Lizzy Banks secures 2021 deal with Ceratizit-WNT Pro Cycling

The 2020 season will be remembered as a campaign like no other but for Lizzy Banks the highs and lows have been taken to extremes.

Her victory on stage four of the Giro Rosa in September highlighted superb form once racing resumed, but within a month Banks found herself in limbo when her team folded with little warning – losing its sponsor for the second time in the space of a few months.

After a frantic few weeks, Banks has now secured a one-year deal with German team Ceratizit-WNT Pro Cycling for 2021, putting pen to paper with a mix of delight and relief.

“It’s been an incredibly challenging period,” Banks told the PA news agency. “You don’t expect your team to fold, but for it to happen twice in a year is a total disaster.”

Banks’ season looks like a microcosm of cycling as a whole this year – drama on the road matched by tension off it as the Covid-19 pandemic stretches the finances of teams to the limit.

She began the year riding in the colours of Bigla-Katusha but, after the season was suspended in March, news came in June that both sponsors were pulling out with immediate effect.

French fashion brand Paule Ka stepped in with a rescue package for the rest of the year and a verbal commitment to back the team until 2023, and Banks signed a contract extension in August.

All seemed well as the team secured a series of strong results – Banks was second to Lizzie Deignan at GP Plouay before her Giro win, while Leah Thomas was third at Strade Bianche and Mikayla Harvey was the best young rider at the Giro.

But behind the scenes team directors were dipping into their own pockets as sponsorship payments failed to show, and just days before the Tour of Flanders last month they announced an immediate cessation of racing. Paule Ka has since entered administration.

“It was a huge shock to us,” Banks said. “Suddenly the rug was pulled and your world collapses around you. You don’t know if you’re going to get paid next year, you don’t know if you’re going to get paid for the rest of this year, and you don’t know if you’re going to race next year.

“How do you get an Olympic spot if you don’t have a team?”

With seven riders unexpectedly on the market teams have dug deep to find extra room, and all those who had been under contract with Paule Ka for 2021 have found a new home or are in the process of finalising one.

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Walking away from my teammates and writing this post hurts a lot but I want to explain to you all what is going on. The news is official that my team, @equipe_pauleka will close and that we will not be participating in any more races this season. No Flanders. No De Panne. As fans of the sport you all deserve to know what's going on. The truth is that this has been an incredibly difficult two weeks. We learned at the beginning of last week that @paulekaofficiel, who committed to three and a half years of sponsorship, only paid one instalment in July and as of this moment, the team is waiting for the rest, and because of this the team was simply unable to manage any further financial commitments of racing. That's pretty much the whole story that there is to tell. I really hope everyone from this talented group finds a new job and a new team that believes in them the same way that this project believed in all of us. I started my European career in January last year as a total nobody. I was so green, my knowledge of race craft was very limited. I can't believe how much I've progressed over the past 2 seasons, my highlights of course being 2 stage wins of the Giro Rosa, taking 2nd in Plouay WWT and another 24 top 10s. Results aside, my personal development in to the team captain and road captain is one of the things I'm most proud of and having played a role in the development of all the athletes on this team and played a part in creating a culture of succesful teamwork which has taken us to the 4th best team in the world. Another sad day but I am a fighter and I will fight again.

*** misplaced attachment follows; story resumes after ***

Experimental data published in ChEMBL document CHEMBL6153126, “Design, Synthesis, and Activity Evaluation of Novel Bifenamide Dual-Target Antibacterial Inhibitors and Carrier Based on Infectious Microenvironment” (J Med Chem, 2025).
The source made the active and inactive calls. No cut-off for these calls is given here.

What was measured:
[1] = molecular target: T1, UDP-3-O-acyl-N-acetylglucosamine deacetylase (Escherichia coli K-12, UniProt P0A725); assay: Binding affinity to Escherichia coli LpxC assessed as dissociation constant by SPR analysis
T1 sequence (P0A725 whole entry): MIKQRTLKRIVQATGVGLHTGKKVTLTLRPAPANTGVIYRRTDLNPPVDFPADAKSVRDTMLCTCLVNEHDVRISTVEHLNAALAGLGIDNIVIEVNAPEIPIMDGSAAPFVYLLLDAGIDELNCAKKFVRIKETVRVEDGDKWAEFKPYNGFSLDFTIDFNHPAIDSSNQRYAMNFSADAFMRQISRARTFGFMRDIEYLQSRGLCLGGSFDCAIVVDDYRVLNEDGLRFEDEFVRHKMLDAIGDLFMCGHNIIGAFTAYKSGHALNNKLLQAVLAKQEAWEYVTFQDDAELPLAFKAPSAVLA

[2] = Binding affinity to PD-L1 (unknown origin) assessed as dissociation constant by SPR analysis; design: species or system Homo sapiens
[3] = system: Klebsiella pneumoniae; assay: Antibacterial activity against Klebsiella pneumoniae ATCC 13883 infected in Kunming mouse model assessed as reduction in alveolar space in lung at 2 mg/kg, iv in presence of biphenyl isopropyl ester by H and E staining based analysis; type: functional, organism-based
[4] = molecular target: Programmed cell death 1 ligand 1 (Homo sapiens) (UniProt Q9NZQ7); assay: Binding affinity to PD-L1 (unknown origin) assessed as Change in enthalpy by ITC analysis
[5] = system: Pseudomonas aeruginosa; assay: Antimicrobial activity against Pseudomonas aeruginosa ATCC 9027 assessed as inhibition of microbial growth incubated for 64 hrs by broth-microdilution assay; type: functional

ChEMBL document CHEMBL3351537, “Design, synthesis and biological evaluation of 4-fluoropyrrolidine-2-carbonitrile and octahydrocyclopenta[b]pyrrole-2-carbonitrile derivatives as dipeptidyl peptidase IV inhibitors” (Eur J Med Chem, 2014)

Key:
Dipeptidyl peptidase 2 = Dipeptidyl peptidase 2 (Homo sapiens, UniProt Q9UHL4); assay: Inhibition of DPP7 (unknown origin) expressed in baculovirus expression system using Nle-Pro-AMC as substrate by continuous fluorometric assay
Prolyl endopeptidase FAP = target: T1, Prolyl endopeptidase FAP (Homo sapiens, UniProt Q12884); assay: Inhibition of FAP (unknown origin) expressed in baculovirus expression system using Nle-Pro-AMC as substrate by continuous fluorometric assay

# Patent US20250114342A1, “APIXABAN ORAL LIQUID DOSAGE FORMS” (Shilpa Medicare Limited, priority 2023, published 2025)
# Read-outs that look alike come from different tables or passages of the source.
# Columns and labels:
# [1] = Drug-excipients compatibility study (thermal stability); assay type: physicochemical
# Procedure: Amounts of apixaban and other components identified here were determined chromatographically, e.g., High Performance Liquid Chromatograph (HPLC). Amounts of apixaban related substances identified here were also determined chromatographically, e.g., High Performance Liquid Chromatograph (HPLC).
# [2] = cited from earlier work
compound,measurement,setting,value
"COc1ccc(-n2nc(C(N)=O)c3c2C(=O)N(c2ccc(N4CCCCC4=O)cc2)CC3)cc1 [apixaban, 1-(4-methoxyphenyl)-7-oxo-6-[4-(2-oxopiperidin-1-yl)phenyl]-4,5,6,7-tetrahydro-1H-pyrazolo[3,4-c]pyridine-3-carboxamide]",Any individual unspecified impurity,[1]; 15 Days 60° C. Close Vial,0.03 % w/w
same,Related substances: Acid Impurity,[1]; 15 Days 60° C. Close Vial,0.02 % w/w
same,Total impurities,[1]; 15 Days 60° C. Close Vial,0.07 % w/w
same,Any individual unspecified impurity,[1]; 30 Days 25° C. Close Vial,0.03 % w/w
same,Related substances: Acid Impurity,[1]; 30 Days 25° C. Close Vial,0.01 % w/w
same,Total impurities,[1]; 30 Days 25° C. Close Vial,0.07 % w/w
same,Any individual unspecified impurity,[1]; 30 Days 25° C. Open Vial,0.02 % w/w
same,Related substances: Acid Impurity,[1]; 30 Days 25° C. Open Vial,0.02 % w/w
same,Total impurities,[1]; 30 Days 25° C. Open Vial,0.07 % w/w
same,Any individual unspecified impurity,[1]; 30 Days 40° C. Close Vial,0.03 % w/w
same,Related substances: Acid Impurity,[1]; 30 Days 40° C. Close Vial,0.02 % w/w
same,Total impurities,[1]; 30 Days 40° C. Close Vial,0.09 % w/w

A post shared by Lizzy Banks (@elizzybanks) on

But the experience speaks to bigger challenges facing a sport so heavily reliant on sponsors at a time when the pandemic has left companies feeling the pinch.

“It maybe shows women’s cycling isn’t in as good a place as it can be,” Banks said.

“If something seems too good to be true, maybe it is.”

Banks said there needed to be “repercussions” for sponsors if they do not pay up, but admitted it was a “very delicate balance” as the sport seeks to attract new investment.

Banks might be an ideal spokesperson. The effervescent 30-year-old has an ever-increasing presence on podcasts and in the media, and can concoct a pitch for a fly-on-the-wall documentary during the course of an interview.

But for now she does her best work on a bike, and is looking forward to her new role with Ceratizit-WNT next season.

“They came to us and talked about what they saw in me, what they saw as my role in the team and where I could go,” she said.

“Everything lined up with my ambitions and it’s not often that happens. When they’re thinking the same as you’re thinking, it’s really exciting so hopefully that’s a very good sign.”

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